Couscous bought packaged in supermarkets is not a grain in itself. It is made from semolina, a coarsely ground durum wheat. Some couscous dishes however, are made from entire grains, such as barley, millet and corn.

A staple in most North African countries, it is usually served as the centrepiece of a meal that is accompanied by a moist dish, most notably a tagine. The name is derived from the cooking utensil traditionally used for its preparation, the couscousière, a double layered brass or copper pot that braises the tagine on the bottom and steams the couscous on the top. Information on when couscous was first made is scant, but Charles Perry from the Los Angeles Times believes it was around the eleventh or twelfth century.

Every packet couscous I have seen gives instructions to pour boiling liquid, either water or stock, directly onto the couscous. As shown by the couscousière, steaming is the traditional method. It allows the semolina to expand to its full fluffy size, providing a culinary delight rather than gut luggage. Couscousières are rather expensive and let's face it, it hardly has multiple uses in the kitchen, so here is a method using just a pot and a colander;

Place the desired amount of couscous (it will treble in volume once cooked) into a sieve and rinse under cold running water. Set aside for a few minutes and let some moisture absorb. Pour a good slug of olive oil into the palm of your hand and toss the now clumped couscous around and coat the granules in oil. Pour the couscous into a colander and set over a pot of simmering water. If your colander and pot don't make a tight fit, use a moist tea-towel to seal the gap. There is no need to cover the couscous. Once the first whisps of steam emerge from the surface of the couscous, steam for 15 minutes. Remove from the heat and dump into a bowl. Once cool enough repeat the oiled hands procedure, this time adding some sea salt. (This, as they say, can be done in advance). Put the couscous back into the colander and steam for another 15 minutes. Turn out again into a bowl, this time add a large knob of butter and check again for salt. Ready to go.

All packet couscous has been partially cooked, so the only way to get raw couscous is to make it yourself. If you are keen, it isn't that hard, and I have a © recipe that I will send you if you ask politely.

Here is a recipe for traditional Moroccan couscous. Actually, it's passed through two generations of Northern French so perhaps it ain't as traditional as I like to think (the leeks especially are quite suspicious). On the other hand, this is pretty much the dish you'd get if you asked for "couscous" in a North African restaurant in France. It's what my grandmother used to make, along with her famous pastries and crepes, when her grandchildren would visit from Australia.

This recipe assumes there will be 4 to 12 diners. The exact quantity of those ingredients which are not "per person" is pretty flexible, so just modify the recipe to taste. If you hate turnips, then leave them out or substitute somethng else.

Couscous is the kind of meal to make for a large dinner party with guests who appreciate good food. Much red wine should accompany the couscous.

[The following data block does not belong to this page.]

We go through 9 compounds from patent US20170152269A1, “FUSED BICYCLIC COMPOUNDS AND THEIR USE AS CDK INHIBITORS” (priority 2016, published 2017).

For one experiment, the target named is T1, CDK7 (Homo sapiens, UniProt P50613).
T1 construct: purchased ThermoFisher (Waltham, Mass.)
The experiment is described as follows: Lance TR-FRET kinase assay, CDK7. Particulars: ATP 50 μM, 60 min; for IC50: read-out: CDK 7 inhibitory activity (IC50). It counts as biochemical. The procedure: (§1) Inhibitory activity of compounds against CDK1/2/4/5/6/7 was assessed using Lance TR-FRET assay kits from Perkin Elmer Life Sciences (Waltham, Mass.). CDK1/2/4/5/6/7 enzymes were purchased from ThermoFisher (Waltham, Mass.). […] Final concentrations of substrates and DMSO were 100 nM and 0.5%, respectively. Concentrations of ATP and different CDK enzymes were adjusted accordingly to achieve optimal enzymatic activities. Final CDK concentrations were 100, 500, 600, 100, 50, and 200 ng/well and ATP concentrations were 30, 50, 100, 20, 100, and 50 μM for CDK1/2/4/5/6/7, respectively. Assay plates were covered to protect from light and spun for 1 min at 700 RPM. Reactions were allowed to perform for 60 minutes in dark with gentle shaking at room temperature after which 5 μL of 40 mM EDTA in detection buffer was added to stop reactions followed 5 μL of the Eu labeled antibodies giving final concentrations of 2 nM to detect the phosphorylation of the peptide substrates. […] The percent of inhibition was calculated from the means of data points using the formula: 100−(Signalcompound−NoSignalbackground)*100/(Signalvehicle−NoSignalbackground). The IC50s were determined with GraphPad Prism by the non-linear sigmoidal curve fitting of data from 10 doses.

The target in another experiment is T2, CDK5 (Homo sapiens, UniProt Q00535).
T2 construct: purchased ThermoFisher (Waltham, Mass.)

Ingredients and Utensils

Per person:

Plus:

You will also need:

Method

The couscous:

  • Brown the meat in olive oil and salt it well (ie. rub salt all over it). If you're having only Merguez, then grill/fry your sausages.

  • Add all the vegetables, the chickpeas and the onions, as well as the herbs and spices (exept the Harissa).

  • Fill pot to 3/4 full of cold water and cook for at least two to three hours.

Ideally, you should soak the chickpeas for at least six hours prior to the cooking. If not, place them in cold water and boil for five minutes.

The semolina:

There are two main ways of preparing the grain for consumption. The first presumes that you don't own a couscousière, but the method would be pretty much the same if you did, just easier. Semolina should be prepared immediately prior to serving.

  • Place the grain in a large tea-towel and soak for two minutes in salty lukewarm water, then place the cloth in a metal colander and let it drain for twenty minutes.
  • Mix in 2 or 3 tbs of olive oil and a pinch of salt, then place the colander over either the couscous or a pot of boiling water.
  • Let steam for 10 to 15 minutes.
  • Fluff and separate the grains using a fork.
The second method in my opinion produces a more flavoursome grain, with less chance of oversaturation.

  • Bring water with a few teaspoons of butter and a pich of salt to the boil, then remove from heat.
  • Stir in an equal amount of semolina (eg: 250ml water = 250g grain), cover and allow to swell for two minutes.
  • Add the same amount of butter again and return to low heat for three minutes, all the while fluffing it and using a fork to separate the grains.
Serving

Always served piping hot. Red wine is the best drink to consume with couscous, though this is hardly what they would do in Morocco - quite possibly mint tea is the preferred accompaniment.

If you used the traditional method for the semolina, it is best to leave it in its teatowel (after it has been fluffed, of course) so that heat can be retained. Or, put it in a large salad bowl and cover it. Either way, add a knob of butter on top as you unveil it for all to see.

Each person serves themselves both the grain and the couscous. Traditionally, the harrissa is diluted in the ladle by each individual diner along with some broth and poured onto the cousocus. Alternately, a separate dish may be provided for this purpose, similar to the soy dish when one eats sushi.

Cous"cous` (k??s"k??s`), n.

A kind of food used by the natives of Western Africa, made of millet flour with flesh, and leaves of the baobab; -- called also lalo.

 

© Webster 1913.

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